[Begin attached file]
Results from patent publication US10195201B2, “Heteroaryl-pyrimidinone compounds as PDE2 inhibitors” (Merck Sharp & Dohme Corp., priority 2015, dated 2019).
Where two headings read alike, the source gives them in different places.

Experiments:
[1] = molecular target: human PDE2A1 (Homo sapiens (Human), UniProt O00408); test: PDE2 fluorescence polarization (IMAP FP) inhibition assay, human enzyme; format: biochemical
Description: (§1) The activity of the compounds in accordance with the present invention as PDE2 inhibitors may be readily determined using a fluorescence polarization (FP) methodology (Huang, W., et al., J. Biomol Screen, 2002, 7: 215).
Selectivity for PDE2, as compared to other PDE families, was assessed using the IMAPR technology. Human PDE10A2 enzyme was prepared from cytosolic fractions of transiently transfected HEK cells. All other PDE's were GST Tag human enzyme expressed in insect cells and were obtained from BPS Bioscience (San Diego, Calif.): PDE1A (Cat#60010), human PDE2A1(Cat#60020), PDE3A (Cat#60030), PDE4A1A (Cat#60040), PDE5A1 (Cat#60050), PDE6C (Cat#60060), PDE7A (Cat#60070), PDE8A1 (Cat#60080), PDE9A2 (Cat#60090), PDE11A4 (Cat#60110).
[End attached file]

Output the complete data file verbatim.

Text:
Results from patent publication US10195201B2, “Heteroaryl-pyrimidinone compounds as PDE2 inhibitors” (Merck Sharp & Dohme Corp., priority 2015, dated 2019).
Where two headings read alike, the source gives them in different places.

Experiments:
[1] = molecular target: human PDE2A1 (Homo sapiens (Human), UniProt O00408); test: PDE2 fluorescence polarization (IMAP FP) inhibition assay, human enzyme; format: biochemical
Description: (§1) The activity of the compounds in accordance with the present invention as PDE2 inhibitors may be readily determined using a fluorescence polarization (FP) methodology (Huang, W., et al., J. Biomol Screen, 2002, 7: 215).
Selectivity for PDE2, as compared to other PDE families, was assessed using the IMAPR technology. Human PDE10A2 enzyme was prepared from cytosolic fractions of transiently transfected HEK cells. All other PDE's were GST Tag human enzyme expressed in insect cells and were obtained from BPS Bioscience (San Diego, Calif.): PDE1A (Cat#60010), human PDE2A1(Cat#60020), PDE3A (Cat#60030), PDE4A1A (Cat#60040), PDE5A1 (Cat#60050), PDE6C (Cat#60060), PDE7A (Cat#60070), PDE8A1 (Cat#60080), PDE9A2 (Cat#60090), PDE11A4 (Cat#60110).